Since I’ve last posted, we took the boys to a science center, so that’s something to look towards in a future post. I was supposed to be a judge in a state-wide history contest, but that has been postponed until later on in the week due to impending weather – but also a potential future post.

Really, I’ve mostly been at home with the boys, trying to shovel and snow-blow us out. It is APRIL, I’d like to remind…the weather. APRIL. So we received maybe 6 inches of snow last week over three days, but this was the nasty thick, sloppy, wet, HEAVY snow. It took me three hours just to clear that which I am legally obligated to clear by my local municipality. I did enjoy late mornings spent snuggling with my little guys while watching cartoons from under the quilts. We couldn’t go anywhere, so we stayed warm and kept each other company. They had 2-1/2 days off of school last week.

This week? We are supposed to be due for a return of bad weather starting Wednesday. woot. I hate to be so negative about impending snow since I love all things Arctic, but I also enjoy Spring, wherever it went to this year.

Ah, and I did have quite the experience last night! I walked into my bedroom and saw that one of my recessed ceiling lights was RAINING. Yeah, that’s never good. I spotted a minor leak up in the attic that can be repaired as soon as the snow and ice are gone from the roof outside the leak location. For now it’s a bucket and the odd hope that things don’t thaw out too quickly lest more water appear. And ixnay on the ightswitchlay.

So I am still doing Stuff, just not in a planned, coherant kind of way.

Emily, Doer of Stuff

Sertoma Butterfly House & Purdy Marine Cove, Sioux Falls, SD


What three and seven year old doesn’t like adventure? I recently took the boys to the Sertoma Butterfly House and Purdy Marine Cove in Sioux Falls, South Dakota for a day of indoor exploration while the weather was way too cold to play outside.


The Marine Cove portion is small but includes quite a few tanks with saltwater species and a touch tank of small Horn Sharks, Bamboo Sharks, Horseshoe Crabs and Southern Sting Rays. Thing1 was barely brave enough to touch one of the baby sharks, and Thing2 wasn’t so sure. Be sure to rinse your hands off in the public restrooms before petting any of these animals.


Thing2 was fascinated by the anenomies.



The Butterfly House is what we really came to see. I imagine that this is one of the warmest places in South Dakota on a cold, winter day.



We saw a number of different species of butterflies throughout the day. The boys liked to watch them land on these feeding plates and eat fruit.


We also saw two resident turtles alongside the manmade stream.






I wish that I knew more about butterflies so that I could identify them for you here, but I don’t. These two, though, are Thing2 and Thing1. Their hair is growing cloudy and big from the humidity in the butterfly area.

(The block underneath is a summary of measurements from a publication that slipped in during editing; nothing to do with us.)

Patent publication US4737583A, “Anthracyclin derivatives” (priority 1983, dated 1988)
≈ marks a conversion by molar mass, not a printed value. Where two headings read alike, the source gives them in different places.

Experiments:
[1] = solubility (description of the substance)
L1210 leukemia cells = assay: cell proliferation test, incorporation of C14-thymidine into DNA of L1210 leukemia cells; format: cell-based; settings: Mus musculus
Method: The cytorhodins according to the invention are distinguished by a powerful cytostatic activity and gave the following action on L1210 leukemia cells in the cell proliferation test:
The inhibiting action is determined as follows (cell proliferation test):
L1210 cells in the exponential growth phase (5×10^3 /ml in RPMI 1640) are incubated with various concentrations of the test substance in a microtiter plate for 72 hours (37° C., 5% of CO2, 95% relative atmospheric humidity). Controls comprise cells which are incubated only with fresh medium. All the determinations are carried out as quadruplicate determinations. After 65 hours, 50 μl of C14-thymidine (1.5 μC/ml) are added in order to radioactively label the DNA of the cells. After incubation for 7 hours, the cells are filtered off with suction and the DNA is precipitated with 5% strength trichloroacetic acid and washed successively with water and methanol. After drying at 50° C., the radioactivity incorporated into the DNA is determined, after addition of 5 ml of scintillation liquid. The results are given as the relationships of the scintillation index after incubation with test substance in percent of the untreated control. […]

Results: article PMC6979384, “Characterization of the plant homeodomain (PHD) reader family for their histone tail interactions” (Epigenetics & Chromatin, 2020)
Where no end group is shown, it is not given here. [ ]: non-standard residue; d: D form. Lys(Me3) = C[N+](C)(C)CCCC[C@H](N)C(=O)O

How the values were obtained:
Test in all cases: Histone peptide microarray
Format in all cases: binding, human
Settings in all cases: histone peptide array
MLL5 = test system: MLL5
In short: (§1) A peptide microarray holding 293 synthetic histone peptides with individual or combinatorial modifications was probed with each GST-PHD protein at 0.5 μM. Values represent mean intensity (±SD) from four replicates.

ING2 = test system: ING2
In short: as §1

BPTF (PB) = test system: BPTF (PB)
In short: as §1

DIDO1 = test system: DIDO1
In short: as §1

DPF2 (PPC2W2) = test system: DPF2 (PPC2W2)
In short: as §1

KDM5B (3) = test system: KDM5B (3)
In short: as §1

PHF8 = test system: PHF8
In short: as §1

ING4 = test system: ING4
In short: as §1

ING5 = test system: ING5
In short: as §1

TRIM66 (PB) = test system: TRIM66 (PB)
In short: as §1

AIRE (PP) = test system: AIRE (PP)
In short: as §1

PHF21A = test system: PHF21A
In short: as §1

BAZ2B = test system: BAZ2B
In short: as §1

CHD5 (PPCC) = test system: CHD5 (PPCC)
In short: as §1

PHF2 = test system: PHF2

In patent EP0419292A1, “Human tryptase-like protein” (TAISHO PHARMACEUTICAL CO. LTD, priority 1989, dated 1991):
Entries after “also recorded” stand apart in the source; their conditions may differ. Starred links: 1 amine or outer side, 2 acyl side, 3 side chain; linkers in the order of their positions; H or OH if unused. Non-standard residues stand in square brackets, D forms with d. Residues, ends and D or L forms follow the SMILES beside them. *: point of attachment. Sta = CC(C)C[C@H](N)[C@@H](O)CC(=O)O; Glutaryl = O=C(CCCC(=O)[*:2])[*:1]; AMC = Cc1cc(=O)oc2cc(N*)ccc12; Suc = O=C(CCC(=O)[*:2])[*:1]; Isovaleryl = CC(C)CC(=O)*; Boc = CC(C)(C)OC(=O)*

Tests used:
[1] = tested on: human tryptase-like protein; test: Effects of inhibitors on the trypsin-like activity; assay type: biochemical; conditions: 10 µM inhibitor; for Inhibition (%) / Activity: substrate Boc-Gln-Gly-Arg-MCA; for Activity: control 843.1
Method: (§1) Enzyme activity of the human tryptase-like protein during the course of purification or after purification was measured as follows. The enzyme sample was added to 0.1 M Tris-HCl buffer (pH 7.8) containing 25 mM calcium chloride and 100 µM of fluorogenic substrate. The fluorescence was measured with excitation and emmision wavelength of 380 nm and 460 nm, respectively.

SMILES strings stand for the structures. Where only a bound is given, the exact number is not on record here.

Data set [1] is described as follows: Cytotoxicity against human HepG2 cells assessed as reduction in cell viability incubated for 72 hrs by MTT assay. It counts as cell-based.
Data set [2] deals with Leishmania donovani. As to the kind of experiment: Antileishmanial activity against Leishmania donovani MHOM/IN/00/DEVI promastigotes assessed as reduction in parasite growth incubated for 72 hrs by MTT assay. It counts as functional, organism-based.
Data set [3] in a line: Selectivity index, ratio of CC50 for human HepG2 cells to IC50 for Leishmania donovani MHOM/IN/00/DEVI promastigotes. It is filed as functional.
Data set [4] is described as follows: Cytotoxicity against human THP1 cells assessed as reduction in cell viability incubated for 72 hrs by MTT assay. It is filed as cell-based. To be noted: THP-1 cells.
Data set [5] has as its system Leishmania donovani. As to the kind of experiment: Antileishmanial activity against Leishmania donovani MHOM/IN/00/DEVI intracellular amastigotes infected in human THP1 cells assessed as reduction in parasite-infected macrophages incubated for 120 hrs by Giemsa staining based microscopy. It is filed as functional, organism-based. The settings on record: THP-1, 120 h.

Little boys like water features for whatever reason.


More butterflies are having lunch.







Thing2 started getting a little antsy around the butterflies after a few flew too near his head and startled him.



Big brothers are an awesome defense against Komakaze butterflies.



This is the best group shot that I got. Makes me look fat, though. The boys look good!




The Sertoma Butterfly House and Purdy Marine Cove also has a children’s reading room and classroom for further adventures. We sat and read some books about plants and nature, and the boys got to see some little critters up close. This lizardguy was showing off his powers of standing perfectly still for Thing1. This was the perfect way to calm down before getting into the car for the long drive home.

Although I didn’t take any photos, the boys also got to pet some rather lovely puppies and rabbits. The Sioux Falls Area Humane Society was set up with an informational table and some animals that day in addition to the regular exhibits.

Admission is reasonable: $8.50 for adults, $5.50 for 5-12 year olds, $3.00 for 3-4 year olds, 2 and under free. If you plan ahead, stop off at any local hotel lobby in the area and you are likely to find a brochure for $1 off admission for one adult.

I should point out that I think that the Fins & Flutters gift shop here is very nice. There are a ton of little inexpensive things so that a child could go home with something from this experience for very little money. I think I spent $5 total on both boys, for some little sticker books with their favorite animals. This is so much better than the attractions that start with things at $20+ for kids.

Everyone went home better educated and happy! We even found some nice educational resources on the organization’s website when we got home (color pages here!). Highly recommended if you happen to be wandering the prairie! Go! Do!

Emily, Doer of Stuff